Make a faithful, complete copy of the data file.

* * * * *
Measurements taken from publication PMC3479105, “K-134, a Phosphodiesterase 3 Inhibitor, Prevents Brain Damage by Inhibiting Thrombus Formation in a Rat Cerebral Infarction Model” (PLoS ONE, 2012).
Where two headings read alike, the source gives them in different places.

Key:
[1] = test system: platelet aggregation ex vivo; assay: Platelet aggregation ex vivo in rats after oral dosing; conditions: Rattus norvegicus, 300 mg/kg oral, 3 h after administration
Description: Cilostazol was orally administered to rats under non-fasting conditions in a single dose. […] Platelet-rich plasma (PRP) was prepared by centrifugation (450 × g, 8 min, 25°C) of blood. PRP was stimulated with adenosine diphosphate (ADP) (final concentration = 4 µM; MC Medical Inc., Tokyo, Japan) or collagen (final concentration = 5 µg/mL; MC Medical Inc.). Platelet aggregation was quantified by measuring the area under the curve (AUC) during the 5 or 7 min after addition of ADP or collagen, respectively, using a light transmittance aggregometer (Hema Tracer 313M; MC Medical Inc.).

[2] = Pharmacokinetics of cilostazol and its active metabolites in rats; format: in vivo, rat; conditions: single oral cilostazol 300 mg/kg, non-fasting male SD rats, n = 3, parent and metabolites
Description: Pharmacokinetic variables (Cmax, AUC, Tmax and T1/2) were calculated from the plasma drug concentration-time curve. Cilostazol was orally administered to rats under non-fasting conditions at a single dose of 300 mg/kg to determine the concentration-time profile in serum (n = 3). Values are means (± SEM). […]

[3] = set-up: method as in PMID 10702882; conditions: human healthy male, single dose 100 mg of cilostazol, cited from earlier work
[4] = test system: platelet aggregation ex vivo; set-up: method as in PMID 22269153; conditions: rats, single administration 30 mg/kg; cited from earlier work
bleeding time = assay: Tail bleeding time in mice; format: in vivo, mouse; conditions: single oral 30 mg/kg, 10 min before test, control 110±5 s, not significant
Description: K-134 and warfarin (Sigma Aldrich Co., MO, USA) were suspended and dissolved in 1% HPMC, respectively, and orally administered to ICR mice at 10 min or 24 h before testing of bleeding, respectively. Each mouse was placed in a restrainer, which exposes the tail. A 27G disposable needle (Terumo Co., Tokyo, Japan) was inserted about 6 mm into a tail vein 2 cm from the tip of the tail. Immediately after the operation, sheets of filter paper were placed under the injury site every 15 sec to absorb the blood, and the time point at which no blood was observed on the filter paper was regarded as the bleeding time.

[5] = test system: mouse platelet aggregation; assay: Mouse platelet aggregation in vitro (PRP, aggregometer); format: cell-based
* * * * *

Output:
Measurements taken from publication PMC3479105, “K-134, a Phosphodiesterase 3 Inhibitor, Prevents Brain Damage by Inhibiting Thrombus Formation in a Rat Cerebral Infarction Model” (PLoS ONE, 2012).
Where two headings read alike, the source gives them in different places.

Key:
[1] = test system: platelet aggregation ex vivo; assay: Platelet aggregation ex vivo in rats after oral dosing; conditions: Rattus norvegicus, 300 mg/kg oral, 3 h after administration
Description: Cilostazol was orally administered to rats under non-fasting conditions in a single dose. […] Platelet-rich plasma (PRP) was prepared by centrifugation (450 × g, 8 min, 25°C) of blood. PRP was stimulated with adenosine diphosphate (ADP) (final concentration = 4 µM; MC Medical Inc., Tokyo, Japan) or collagen (final concentration = 5 µg/mL; MC Medical Inc.). Platelet aggregation was quantified by measuring the area under the curve (AUC) during the 5 or 7 min after addition of ADP or collagen, respectively, using a light transmittance aggregometer (Hema Tracer 313M; MC Medical Inc.).

[2] = Pharmacokinetics of cilostazol and its active metabolites in rats; format: in vivo, rat; conditions: single oral cilostazol 300 mg/kg, non-fasting male SD rats, n = 3, parent and metabolites
Description: Pharmacokinetic variables (Cmax, AUC, Tmax and T1/2) were calculated from the plasma drug concentration-time curve. Cilostazol was orally administered to rats under non-fasting conditions at a single dose of 300 mg/kg to determine the concentration-time profile in serum (n = 3). Values are means (± SEM). […]

[3] = set-up: method as in PMID 10702882; conditions: human healthy male, single dose 100 mg of cilostazol, cited from earlier work
[4] = test system: platelet aggregation ex vivo; set-up: method as in PMID 22269153; conditions: rats, single administration 30 mg/kg; cited from earlier work
bleeding time = assay: Tail bleeding time in mice; format: in vivo, mouse; conditions: single oral 30 mg/kg, 10 min before test, control 110±5 s, not significant
Description: K-134 and warfarin (Sigma Aldrich Co., MO, USA) were suspended and dissolved in 1% HPMC, respectively, and orally administered to ICR mice at 10 min or 24 h before testing of bleeding, respectively. Each mouse was placed in a restrainer, which exposes the tail. A 27G disposable needle (Terumo Co., Tokyo, Japan) was inserted about 6 mm into a tail vein 2 cm from the tip of the tail. Immediately after the operation, sheets of filter paper were placed under the injury site every 15 sec to absorb the blood, and the time point at which no blood was observed on the filter paper was regarded as the bleeding time.

[5] = test system: mouse platelet aggregation; assay: Mouse platelet aggregation in vitro (PRP, aggregometer); format: cell-based